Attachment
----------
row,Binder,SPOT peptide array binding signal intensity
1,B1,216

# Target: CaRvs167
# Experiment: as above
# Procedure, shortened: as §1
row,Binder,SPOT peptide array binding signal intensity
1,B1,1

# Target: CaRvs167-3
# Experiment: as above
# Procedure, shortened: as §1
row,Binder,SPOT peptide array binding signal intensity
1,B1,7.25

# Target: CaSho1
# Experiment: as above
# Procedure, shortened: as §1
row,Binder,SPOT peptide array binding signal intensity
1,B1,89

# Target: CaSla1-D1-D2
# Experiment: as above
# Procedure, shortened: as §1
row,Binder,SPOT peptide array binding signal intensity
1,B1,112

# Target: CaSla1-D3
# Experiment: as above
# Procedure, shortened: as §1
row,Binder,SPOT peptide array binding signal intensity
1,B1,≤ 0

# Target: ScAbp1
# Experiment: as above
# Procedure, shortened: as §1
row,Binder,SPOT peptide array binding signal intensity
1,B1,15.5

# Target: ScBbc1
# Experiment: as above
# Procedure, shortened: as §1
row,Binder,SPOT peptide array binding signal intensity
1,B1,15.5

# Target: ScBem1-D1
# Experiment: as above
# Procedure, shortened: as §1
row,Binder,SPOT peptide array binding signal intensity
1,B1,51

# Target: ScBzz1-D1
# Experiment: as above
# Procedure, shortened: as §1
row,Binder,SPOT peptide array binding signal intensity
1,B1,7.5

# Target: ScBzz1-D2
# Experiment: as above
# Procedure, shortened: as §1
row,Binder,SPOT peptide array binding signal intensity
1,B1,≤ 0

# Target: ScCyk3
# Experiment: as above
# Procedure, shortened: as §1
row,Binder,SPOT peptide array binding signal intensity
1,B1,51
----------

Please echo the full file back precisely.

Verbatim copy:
row,Binder,SPOT peptide array binding signal intensity
1,B1,216

# Target: CaRvs167
# Experiment: as above
# Procedure, shortened: as §1
row,Binder,SPOT peptide array binding signal intensity
1,B1,1

# Target: CaRvs167-3
# Experiment: as above
# Procedure, shortened: as §1
row,Binder,SPOT peptide array binding signal intensity
1,B1,7.25

# Target: CaSho1
# Experiment: as above
# Procedure, shortened: as §1
row,Binder,SPOT peptide array binding signal intensity
1,B1,89

# Target: CaSla1-D1-D2
# Experiment: as above
# Procedure, shortened: as §1
row,Binder,SPOT peptide array binding signal intensity
1,B1,112

# Target: CaSla1-D3
# Experiment: as above
# Procedure, shortened: as §1
row,Binder,SPOT peptide array binding signal intensity
1,B1,≤ 0

# Target: ScAbp1
# Experiment: as above
# Procedure, shortened: as §1
row,Binder,SPOT peptide array binding signal intensity
1,B1,15.5

# Target: ScBbc1
# Experiment: as above
# Procedure, shortened: as §1
row,Binder,SPOT peptide array binding signal intensity
1,B1,15.5

# Target: ScBem1-D1
# Experiment: as above
# Procedure, shortened: as §1
row,Binder,SPOT peptide array binding signal intensity
1,B1,51

# Target: ScBzz1-D1
# Experiment: as above
# Procedure, shortened: as §1
row,Binder,SPOT peptide array binding signal intensity
1,B1,7.5

# Target: ScBzz1-D2
# Experiment: as above
# Procedure, shortened: as §1
row,Binder,SPOT peptide array binding signal intensity
1,B1,≤ 0

# Target: ScCyk3
# Experiment: as above
# Procedure, shortened: as §1
row,Binder,SPOT peptide array binding signal intensity
1,B1,51